For the purpose of computing basis, it’s important to distinguish between “improvements” and repairs; only improvement costs add to your basis. Minor repairs like replacing faucet washers, painting a bedroom or patching a hole in the roof don’t need to be tracked. In general, improvements are of a more permanent nature than repairs. They enhance the value of your home and are likely to last more than one year. If you make the same improvement more than once, only the most recent improvement adds to your basis.

You should log costs of items like the following in a home improvement record (be sure you keep your backup receipts and canceled checks):

Room additions Landscaping
New driveway Walkways
Fence Retaining wall
Sprinkler system Swimming pool
Exterior lighting Satellite dish
Intercom Security system
Storm windows/doors Roof
Central vacuum Heating system
Central air Furnace
Filtration system Light fixtures
Wiring upgrade Water heater
Soft water system Insulation
Built-in appliances Kitchen upgrade
Bathroom upgrade Flooring
Wall-to-wall carpet

Whenever there’s doubt about whether an expenditure qualifies as an improvement, make a note of it in your record anyway. That way, the ultimate decision about qualification can be made later when (and if) you decide to sell.

Deductions Related to Your Home

Certainly not all costs related to your home are deductible. For example, unless you use your home for business (e.g., you have an office in your home), costs for insurance,repairs, utility costs, condo fees, etc., aren’t deductible.However, you generally will be able to deduct:


Keep in mind, however, that home mortgage interest deductions can be limited. Generally, you can deduct the interest from mortgages up to $1 million dollars on a combination of your first and second homes, provided they were the original loans. As the principal on these loans is paid down, the reduced loan amount becomes the new limitation. If you were to later refinance the home for more than the remaining balance on the original loan, the excess would have to be used for home improvements or qualify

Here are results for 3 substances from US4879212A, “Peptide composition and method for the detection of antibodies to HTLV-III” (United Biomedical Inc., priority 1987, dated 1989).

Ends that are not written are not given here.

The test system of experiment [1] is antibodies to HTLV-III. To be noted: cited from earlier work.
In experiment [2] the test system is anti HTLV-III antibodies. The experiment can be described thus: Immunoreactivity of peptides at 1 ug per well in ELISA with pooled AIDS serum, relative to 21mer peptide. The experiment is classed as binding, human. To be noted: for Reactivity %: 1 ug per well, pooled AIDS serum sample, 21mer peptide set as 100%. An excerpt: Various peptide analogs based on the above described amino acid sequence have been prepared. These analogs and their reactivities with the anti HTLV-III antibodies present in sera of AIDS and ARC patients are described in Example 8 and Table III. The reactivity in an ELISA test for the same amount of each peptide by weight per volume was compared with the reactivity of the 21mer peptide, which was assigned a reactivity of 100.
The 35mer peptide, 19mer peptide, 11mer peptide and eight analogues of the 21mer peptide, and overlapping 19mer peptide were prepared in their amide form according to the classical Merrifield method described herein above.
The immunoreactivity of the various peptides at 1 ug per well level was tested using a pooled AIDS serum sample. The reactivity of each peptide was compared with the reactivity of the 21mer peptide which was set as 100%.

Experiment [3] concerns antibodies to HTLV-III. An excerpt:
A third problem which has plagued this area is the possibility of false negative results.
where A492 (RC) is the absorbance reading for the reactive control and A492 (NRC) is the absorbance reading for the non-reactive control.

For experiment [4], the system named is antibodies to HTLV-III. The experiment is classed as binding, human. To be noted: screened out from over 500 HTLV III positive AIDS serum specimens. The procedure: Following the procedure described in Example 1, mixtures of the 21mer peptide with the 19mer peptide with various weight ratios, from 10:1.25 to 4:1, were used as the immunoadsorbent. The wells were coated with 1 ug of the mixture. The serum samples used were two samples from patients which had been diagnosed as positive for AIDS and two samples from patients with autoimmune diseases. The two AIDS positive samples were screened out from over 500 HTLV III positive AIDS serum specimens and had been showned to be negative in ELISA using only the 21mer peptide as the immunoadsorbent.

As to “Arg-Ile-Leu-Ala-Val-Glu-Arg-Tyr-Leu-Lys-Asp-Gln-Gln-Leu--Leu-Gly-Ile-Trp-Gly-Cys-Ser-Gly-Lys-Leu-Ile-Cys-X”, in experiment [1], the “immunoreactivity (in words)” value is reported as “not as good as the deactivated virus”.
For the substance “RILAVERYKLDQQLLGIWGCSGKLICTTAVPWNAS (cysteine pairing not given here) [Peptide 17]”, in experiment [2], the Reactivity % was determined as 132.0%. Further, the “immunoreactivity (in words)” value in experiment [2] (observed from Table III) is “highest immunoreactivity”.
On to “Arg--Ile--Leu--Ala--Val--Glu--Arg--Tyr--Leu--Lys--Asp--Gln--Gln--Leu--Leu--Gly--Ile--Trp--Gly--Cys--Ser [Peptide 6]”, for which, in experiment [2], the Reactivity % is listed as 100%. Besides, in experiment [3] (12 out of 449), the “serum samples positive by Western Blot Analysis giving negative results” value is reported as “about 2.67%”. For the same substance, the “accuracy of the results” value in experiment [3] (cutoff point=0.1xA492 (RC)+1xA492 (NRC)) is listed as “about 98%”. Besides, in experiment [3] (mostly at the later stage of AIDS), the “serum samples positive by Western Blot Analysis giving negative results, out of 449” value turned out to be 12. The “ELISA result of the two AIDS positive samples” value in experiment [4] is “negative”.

under the provisions that allow a taxpayer to borrow up to $100,000 in home equity. If not, a portion of the interest would not be deductible.

The additional $100,000 of home equity can be borrowed from
the primary residence and a second home. When used wisely,
the $100,000 equity loan can be used to finance other purchases
where the interest expense would normally not be deductible.
An example of this would be a personal vehicle.

Equity debt interest is not deductible for Alternative Minimum Tax
(AMT) purposes, so taxpayers who are taxed by the Alternative
Minimum Tax (AMT) should consider carefully whether or not to
incur home equity debt. Because of the current strict home
mortgage deduction limits and the complicated tax rules associated
with thistax deduction, be sure to review any home financing plans
with your tax advisor before finalizing loan deals.

A partial exclusion may be allowed even if the two-of-five year
ownership and occupancy tests aren’t met if the saleis due to a
job-related move, health, or certain unforeseen circumstances.
If you do not qualify for the full or partial exclusion, there is no
deferral privilege and the gain not eligible for exclusion is fully taxable.

NOTE: A second home, such as a mountain cabin or lake cottage,
doesn’t qualify for the exclusion of gain.

Previously Postponed Gain:

Under prior tax law (generally pre-’98), gain from the sale of a
principal residence could be deferred into your replacement
residence. Those gains were accumulated from home to home as
long as each replacement home cost more than the adjusted selling